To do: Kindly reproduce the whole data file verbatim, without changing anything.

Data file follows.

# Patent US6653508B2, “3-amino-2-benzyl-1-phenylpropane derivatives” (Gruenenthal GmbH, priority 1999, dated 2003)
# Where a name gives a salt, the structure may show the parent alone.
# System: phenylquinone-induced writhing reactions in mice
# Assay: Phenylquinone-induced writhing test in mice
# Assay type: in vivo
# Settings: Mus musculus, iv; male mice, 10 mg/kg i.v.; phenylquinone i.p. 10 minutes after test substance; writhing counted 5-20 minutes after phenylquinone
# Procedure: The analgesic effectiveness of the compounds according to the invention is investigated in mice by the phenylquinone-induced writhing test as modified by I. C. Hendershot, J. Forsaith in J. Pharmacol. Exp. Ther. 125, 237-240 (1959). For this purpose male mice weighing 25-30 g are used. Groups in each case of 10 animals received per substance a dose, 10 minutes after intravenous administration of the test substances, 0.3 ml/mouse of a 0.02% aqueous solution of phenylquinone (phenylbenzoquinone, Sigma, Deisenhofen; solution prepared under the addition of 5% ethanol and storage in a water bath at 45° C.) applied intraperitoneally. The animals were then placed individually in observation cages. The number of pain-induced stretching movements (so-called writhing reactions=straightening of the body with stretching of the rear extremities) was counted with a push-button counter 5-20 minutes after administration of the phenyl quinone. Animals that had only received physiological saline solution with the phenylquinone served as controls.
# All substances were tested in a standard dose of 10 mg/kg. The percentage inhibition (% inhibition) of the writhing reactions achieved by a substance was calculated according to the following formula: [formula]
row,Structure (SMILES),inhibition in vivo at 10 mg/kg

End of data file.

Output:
# Patent US6653508B2, “3-amino-2-benzyl-1-phenylpropane derivatives” (Gruenenthal GmbH, priority 1999, dated 2003)
# Where a name gives a salt, the structure may show the parent alone.
# System: phenylquinone-induced writhing reactions in mice
# Assay: Phenylquinone-induced writhing test in mice
# Assay type: in vivo
# Settings: Mus musculus, iv; male mice, 10 mg/kg i.v.; phenylquinone i.p. 10 minutes after test substance; writhing counted 5-20 minutes after phenylquinone
# Procedure: The analgesic effectiveness of the compounds according to the invention is investigated in mice by the phenylquinone-induced writhing test as modified by I. C. Hendershot, J. Forsaith in J. Pharmacol. Exp. Ther. 125, 237-240 (1959). For this purpose male mice weighing 25-30 g are used. Groups in each case of 10 animals received per substance a dose, 10 minutes after intravenous administration of the test substances, 0.3 ml/mouse of a 0.02% aqueous solution of phenylquinone (phenylbenzoquinone, Sigma, Deisenhofen; solution prepared under the addition of 5% ethanol and storage in a water bath at 45° C.) applied intraperitoneally. The animals were then placed individually in observation cages. The number of pain-induced stretching movements (so-called writhing reactions=straightening of the body with stretching of the rear extremities) was counted with a push-button counter 5-20 minutes after administration of the phenyl quinone. Animals that had only received physiological saline solution with the phenylquinone served as controls.
# All substances were tested in a standard dose of 10 mg/kg. The percentage inhibition (% inhibition) of the writhing reactions achieved by a substance was calculated according to the following formula: [formula]
row,Structure (SMILES),inhibition in vivo at 10 mg/kg